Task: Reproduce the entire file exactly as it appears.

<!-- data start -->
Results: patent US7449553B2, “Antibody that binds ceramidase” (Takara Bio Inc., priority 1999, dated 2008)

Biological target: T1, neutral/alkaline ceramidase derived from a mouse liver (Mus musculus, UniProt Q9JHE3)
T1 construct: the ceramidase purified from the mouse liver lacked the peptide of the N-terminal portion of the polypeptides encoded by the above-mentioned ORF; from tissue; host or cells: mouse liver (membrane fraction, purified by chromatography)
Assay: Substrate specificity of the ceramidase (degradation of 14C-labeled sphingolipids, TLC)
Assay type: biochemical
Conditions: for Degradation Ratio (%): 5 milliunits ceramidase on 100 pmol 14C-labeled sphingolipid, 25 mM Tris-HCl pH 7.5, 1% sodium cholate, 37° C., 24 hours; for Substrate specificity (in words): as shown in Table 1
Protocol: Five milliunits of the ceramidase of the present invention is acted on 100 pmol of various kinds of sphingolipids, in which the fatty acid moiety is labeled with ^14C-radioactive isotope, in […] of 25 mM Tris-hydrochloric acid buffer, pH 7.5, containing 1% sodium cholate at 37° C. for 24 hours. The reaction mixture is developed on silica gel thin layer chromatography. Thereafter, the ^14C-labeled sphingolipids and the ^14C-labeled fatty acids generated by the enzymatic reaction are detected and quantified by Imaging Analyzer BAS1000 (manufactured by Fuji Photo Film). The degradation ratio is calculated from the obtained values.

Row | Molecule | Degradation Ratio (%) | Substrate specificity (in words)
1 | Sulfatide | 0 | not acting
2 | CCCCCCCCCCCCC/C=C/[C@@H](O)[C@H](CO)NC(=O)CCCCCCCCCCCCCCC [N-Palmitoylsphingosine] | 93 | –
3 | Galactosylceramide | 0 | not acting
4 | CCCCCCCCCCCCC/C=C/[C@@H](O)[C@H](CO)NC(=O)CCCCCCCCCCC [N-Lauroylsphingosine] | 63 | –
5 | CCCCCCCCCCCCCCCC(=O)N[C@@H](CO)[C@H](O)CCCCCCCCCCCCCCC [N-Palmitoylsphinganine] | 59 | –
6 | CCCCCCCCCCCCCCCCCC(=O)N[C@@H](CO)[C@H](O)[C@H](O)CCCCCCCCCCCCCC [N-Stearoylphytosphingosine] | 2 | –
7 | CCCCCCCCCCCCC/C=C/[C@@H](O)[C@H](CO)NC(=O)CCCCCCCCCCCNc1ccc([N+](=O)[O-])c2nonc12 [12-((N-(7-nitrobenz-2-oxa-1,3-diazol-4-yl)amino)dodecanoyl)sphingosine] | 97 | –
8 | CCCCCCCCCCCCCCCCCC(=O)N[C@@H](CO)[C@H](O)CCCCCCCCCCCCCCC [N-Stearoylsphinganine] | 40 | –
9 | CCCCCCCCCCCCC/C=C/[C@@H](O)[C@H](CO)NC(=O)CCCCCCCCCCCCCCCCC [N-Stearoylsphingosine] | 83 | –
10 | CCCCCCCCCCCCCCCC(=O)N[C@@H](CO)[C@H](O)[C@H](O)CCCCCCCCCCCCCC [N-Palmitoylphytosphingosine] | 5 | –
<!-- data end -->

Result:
Results: patent US7449553B2, “Antibody that binds ceramidase” (Takara Bio Inc., priority 1999, dated 2008)

Biological target: T1, neutral/alkaline ceramidase derived from a mouse liver (Mus musculus, UniProt Q9JHE3)
T1 construct: the ceramidase purified from the mouse liver lacked the peptide of the N-terminal portion of the polypeptides encoded by the above-mentioned ORF; from tissue; host or cells: mouse liver (membrane fraction, purified by chromatography)
Assay: Substrate specificity of the ceramidase (degradation of 14C-labeled sphingolipids, TLC)
Assay type: biochemical
Conditions: for Degradation Ratio (%): 5 milliunits ceramidase on 100 pmol 14C-labeled sphingolipid, 25 mM Tris-HCl pH 7.5, 1% sodium cholate, 37° C., 24 hours; for Substrate specificity (in words): as shown in Table 1
Protocol: Five milliunits of the ceramidase of the present invention is acted on 100 pmol of various kinds of sphingolipids, in which the fatty acid moiety is labeled with ^14C-radioactive isotope, in […] of 25 mM Tris-hydrochloric acid buffer, pH 7.5, containing 1% sodium cholate at 37° C. for 24 hours. The reaction mixture is developed on silica gel thin layer chromatography. Thereafter, the ^14C-labeled sphingolipids and the ^14C-labeled fatty acids generated by the enzymatic reaction are detected and quantified by Imaging Analyzer BAS1000 (manufactured by Fuji Photo Film). The degradation ratio is calculated from the obtained values.

Row | Molecule | Degradation Ratio (%) | Substrate specificity (in words)
1 | Sulfatide | 0 | not acting
2 | CCCCCCCCCCCCC/C=C/[C@@H](O)[C@H](CO)NC(=O)CCCCCCCCCCCCCCC [N-Palmitoylsphingosine] | 93 | –
3 | Galactosylceramide | 0 | not acting
4 | CCCCCCCCCCCCC/C=C/[C@@H](O)[C@H](CO)NC(=O)CCCCCCCCCCC [N-Lauroylsphingosine] | 63 | –
5 | CCCCCCCCCCCCCCCC(=O)N[C@@H](CO)[C@H](O)CCCCCCCCCCCCCCC [N-Palmitoylsphinganine] | 59 | –
6 | CCCCCCCCCCCCCCCCCC(=O)N[C@@H](CO)[C@H](O)[C@H](O)CCCCCCCCCCCCCC [N-Stearoylphytosphingosine] | 2 | –
7 | CCCCCCCCCCCCC/C=C/[C@@H](O)[C@H](CO)NC(=O)CCCCCCCCCCCNc1ccc([N+](=O)[O-])c2nonc12 [12-((N-(7-nitrobenz-2-oxa-1,3-diazol-4-yl)amino)dodecanoyl)sphingosine] | 97 | –
8 | CCCCCCCCCCCCCCCCCC(=O)N[C@@H](CO)[C@H](O)CCCCCCCCCCCCCCC [N-Stearoylsphinganine] | 40 | –
9 | CCCCCCCCCCCCC/C=C/[C@@H](O)[C@H](CO)NC(=O)CCCCCCCCCCCCCCCCC [N-Stearoylsphingosine] | 83 | –
10 | CCCCCCCCCCCCCCCC(=O)N[C@@H](CO)[C@H](O)[C@H](O)CCCCCCCCCCCCCC [N-Palmitoylphytosphingosine] | 5 | –